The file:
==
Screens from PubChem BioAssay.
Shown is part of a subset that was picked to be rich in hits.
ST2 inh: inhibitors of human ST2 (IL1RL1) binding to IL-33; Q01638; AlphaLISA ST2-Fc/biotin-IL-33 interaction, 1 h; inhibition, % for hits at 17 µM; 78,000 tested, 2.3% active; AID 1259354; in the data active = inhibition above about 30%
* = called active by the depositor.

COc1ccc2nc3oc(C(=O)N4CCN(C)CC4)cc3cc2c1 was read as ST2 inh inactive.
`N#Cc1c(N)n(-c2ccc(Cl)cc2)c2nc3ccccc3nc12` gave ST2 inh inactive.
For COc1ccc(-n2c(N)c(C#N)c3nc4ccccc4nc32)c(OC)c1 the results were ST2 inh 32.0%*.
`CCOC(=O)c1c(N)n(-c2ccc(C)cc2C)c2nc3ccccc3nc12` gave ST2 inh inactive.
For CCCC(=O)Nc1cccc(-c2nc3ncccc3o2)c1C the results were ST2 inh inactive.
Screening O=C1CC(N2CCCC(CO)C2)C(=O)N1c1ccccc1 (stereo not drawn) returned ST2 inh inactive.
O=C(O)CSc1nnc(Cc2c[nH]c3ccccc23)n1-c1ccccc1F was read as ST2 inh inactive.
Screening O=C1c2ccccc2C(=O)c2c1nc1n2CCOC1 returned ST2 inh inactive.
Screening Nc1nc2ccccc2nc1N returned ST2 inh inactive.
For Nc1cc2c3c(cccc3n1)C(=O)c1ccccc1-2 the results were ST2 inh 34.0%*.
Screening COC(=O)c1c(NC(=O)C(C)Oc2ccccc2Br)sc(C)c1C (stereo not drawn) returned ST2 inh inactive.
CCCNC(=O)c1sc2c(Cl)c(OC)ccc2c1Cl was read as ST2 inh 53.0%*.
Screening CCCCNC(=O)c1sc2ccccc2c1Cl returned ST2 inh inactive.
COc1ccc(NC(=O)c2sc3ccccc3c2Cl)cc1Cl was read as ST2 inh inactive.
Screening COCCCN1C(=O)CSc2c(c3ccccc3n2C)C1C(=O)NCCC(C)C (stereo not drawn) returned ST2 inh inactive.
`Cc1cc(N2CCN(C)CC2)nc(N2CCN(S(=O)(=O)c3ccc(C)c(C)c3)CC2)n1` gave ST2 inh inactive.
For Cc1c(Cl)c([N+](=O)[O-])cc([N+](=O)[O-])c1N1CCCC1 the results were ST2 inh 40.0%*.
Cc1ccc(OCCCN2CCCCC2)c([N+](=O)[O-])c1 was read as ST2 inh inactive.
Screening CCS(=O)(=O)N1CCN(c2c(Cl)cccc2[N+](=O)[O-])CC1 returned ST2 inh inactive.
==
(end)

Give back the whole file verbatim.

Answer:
Screens from PubChem BioAssay.
Shown is part of a subset that was picked to be rich in hits.
ST2 inh: inhibitors of human ST2 (IL1RL1) binding to IL-33; Q01638; AlphaLISA ST2-Fc/biotin-IL-33 interaction, 1 h; inhibition, % for hits at 17 µM; 78,000 tested, 2.3% active; AID 1259354; in the data active = inhibition above about 30%
* = called active by the depositor.

COc1ccc2nc3oc(C(=O)N4CCN(C)CC4)cc3cc2c1 was read as ST2 inh inactive.
`N#Cc1c(N)n(-c2ccc(Cl)cc2)c2nc3ccccc3nc12` gave ST2 inh inactive.
For COc1ccc(-n2c(N)c(C#N)c3nc4ccccc4nc32)c(OC)c1 the results were ST2 inh 32.0%*.
`CCOC(=O)c1c(N)n(-c2ccc(C)cc2C)c2nc3ccccc3nc12` gave ST2 inh inactive.
For CCCC(=O)Nc1cccc(-c2nc3ncccc3o2)c1C the results were ST2 inh inactive.
Screening O=C1CC(N2CCCC(CO)C2)C(=O)N1c1ccccc1 (stereo not drawn) returned ST2 inh inactive.
O=C(O)CSc1nnc(Cc2c[nH]c3ccccc23)n1-c1ccccc1F was read as ST2 inh inactive.
Screening O=C1c2ccccc2C(=O)c2c1nc1n2CCOC1 returned ST2 inh inactive.
Screening Nc1nc2ccccc2nc1N returned ST2 inh inactive.
For Nc1cc2c3c(cccc3n1)C(=O)c1ccccc1-2 the results were ST2 inh 34.0%*.
Screening COC(=O)c1c(NC(=O)C(C)Oc2ccccc2Br)sc(C)c1C (stereo not drawn) returned ST2 inh inactive.
CCCNC(=O)c1sc2c(Cl)c(OC)ccc2c1Cl was read as ST2 inh 53.0%*.
Screening CCCCNC(=O)c1sc2ccccc2c1Cl returned ST2 inh inactive.
COc1ccc(NC(=O)c2sc3ccccc3c2Cl)cc1Cl was read as ST2 inh inactive.
Screening COCCCN1C(=O)CSc2c(c3ccccc3n2C)C1C(=O)NCCC(C)C (stereo not drawn) returned ST2 inh inactive.
`Cc1cc(N2CCN(C)CC2)nc(N2CCN(S(=O)(=O)c3ccc(C)c(C)c3)CC2)n1` gave ST2 inh inactive.
For Cc1c(Cl)c([N+](=O)[O-])cc([N+](=O)[O-])c1N1CCCC1 the results were ST2 inh 40.0%*.
Cc1ccc(OCCCN2CCCCC2)c([N+](=O)[O-])c1 was read as ST2 inh inactive.
Screening CCS(=O)(=O)N1CCN(c2c(Cl)cccc2[N+](=O)[O-])CC1 returned ST2 inh inactive.